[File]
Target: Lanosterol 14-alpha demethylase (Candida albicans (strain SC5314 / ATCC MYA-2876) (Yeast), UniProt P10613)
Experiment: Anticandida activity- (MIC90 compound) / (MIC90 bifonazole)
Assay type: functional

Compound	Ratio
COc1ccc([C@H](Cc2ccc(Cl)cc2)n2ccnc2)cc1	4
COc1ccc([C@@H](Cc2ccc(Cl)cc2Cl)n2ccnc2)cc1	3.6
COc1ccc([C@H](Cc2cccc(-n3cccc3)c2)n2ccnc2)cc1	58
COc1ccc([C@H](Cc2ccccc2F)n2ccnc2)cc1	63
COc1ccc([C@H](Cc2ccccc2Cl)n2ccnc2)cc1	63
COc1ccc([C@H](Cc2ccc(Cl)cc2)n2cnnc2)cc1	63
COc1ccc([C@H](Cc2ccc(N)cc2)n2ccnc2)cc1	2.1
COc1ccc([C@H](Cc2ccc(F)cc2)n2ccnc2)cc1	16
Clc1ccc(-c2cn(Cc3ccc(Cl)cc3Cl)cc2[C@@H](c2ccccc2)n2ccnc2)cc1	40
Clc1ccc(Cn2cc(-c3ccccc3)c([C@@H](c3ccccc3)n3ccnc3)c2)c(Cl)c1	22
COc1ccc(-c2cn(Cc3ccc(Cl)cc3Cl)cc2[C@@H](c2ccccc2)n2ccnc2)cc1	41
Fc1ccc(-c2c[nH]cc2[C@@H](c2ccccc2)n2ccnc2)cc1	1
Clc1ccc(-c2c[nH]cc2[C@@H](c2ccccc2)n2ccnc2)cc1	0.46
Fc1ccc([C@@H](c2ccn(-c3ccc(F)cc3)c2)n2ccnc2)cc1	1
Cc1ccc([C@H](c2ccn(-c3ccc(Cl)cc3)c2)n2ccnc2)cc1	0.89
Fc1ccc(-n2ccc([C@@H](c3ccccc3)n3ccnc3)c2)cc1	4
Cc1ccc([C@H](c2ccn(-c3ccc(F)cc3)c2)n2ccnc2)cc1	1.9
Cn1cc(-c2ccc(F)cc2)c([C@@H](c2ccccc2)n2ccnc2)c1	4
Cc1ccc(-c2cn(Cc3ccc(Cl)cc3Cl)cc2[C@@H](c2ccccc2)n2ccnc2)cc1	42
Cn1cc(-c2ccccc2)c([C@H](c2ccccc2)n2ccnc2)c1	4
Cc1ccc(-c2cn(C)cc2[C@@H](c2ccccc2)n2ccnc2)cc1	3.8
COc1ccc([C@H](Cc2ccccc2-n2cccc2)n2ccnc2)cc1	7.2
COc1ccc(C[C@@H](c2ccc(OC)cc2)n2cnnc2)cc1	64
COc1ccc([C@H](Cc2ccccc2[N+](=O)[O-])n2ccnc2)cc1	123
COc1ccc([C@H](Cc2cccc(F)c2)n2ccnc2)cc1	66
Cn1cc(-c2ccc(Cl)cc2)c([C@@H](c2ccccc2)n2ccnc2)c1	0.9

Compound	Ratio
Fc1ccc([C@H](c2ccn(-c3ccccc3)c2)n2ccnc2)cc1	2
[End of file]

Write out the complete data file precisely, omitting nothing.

Target: Lanosterol 14-alpha demethylase (Candida albicans (strain SC5314 / ATCC MYA-2876) (Yeast), UniProt P10613)
Experiment: Anticandida activity- (MIC90 compound) / (MIC90 bifonazole)
Assay type: functional

Compound	Ratio
COc1ccc([C@H](Cc2ccc(Cl)cc2)n2ccnc2)cc1	4
COc1ccc([C@@H](Cc2ccc(Cl)cc2Cl)n2ccnc2)cc1	3.6
COc1ccc([C@H](Cc2cccc(-n3cccc3)c2)n2ccnc2)cc1	58
COc1ccc([C@H](Cc2ccccc2F)n2ccnc2)cc1	63
COc1ccc([C@H](Cc2ccccc2Cl)n2ccnc2)cc1	63
COc1ccc([C@H](Cc2ccc(Cl)cc2)n2cnnc2)cc1	63
COc1ccc([C@H](Cc2ccc(N)cc2)n2ccnc2)cc1	2.1
COc1ccc([C@H](Cc2ccc(F)cc2)n2ccnc2)cc1	16
Clc1ccc(-c2cn(Cc3ccc(Cl)cc3Cl)cc2[C@@H](c2ccccc2)n2ccnc2)cc1	40
Clc1ccc(Cn2cc(-c3ccccc3)c([C@@H](c3ccccc3)n3ccnc3)c2)c(Cl)c1	22
COc1ccc(-c2cn(Cc3ccc(Cl)cc3Cl)cc2[C@@H](c2ccccc2)n2ccnc2)cc1	41
Fc1ccc(-c2c[nH]cc2[C@@H](c2ccccc2)n2ccnc2)cc1	1
Clc1ccc(-c2c[nH]cc2[C@@H](c2ccccc2)n2ccnc2)cc1	0.46
Fc1ccc([C@@H](c2ccn(-c3ccc(F)cc3)c2)n2ccnc2)cc1	1
Cc1ccc([C@H](c2ccn(-c3ccc(Cl)cc3)c2)n2ccnc2)cc1	0.89
Fc1ccc(-n2ccc([C@@H](c3ccccc3)n3ccnc3)c2)cc1	4
Cc1ccc([C@H](c2ccn(-c3ccc(F)cc3)c2)n2ccnc2)cc1	1.9
Cn1cc(-c2ccc(F)cc2)c([C@@H](c2ccccc2)n2ccnc2)c1	4
Cc1ccc(-c2cn(Cc3ccc(Cl)cc3Cl)cc2[C@@H](c2ccccc2)n2ccnc2)cc1	42
Cn1cc(-c2ccccc2)c([C@H](c2ccccc2)n2ccnc2)c1	4
Cc1ccc(-c2cn(C)cc2[C@@H](c2ccccc2)n2ccnc2)cc1	3.8
COc1ccc([C@H](Cc2ccccc2-n2cccc2)n2ccnc2)cc1	7.2
COc1ccc(C[C@@H](c2ccc(OC)cc2)n2cnnc2)cc1	64
COc1ccc([C@H](Cc2ccccc2[N+](=O)[O-])n2ccnc2)cc1	123
COc1ccc([C@H](Cc2cccc(F)c2)n2ccnc2)cc1	66
Cn1cc(-c2ccc(Cl)cc2)c([C@@H](c2ccccc2)n2ccnc2)c1	0.9

Compound	Ratio
Fc1ccc([C@H](c2ccn(-c3ccccc3)c2)n2ccnc2)cc1	2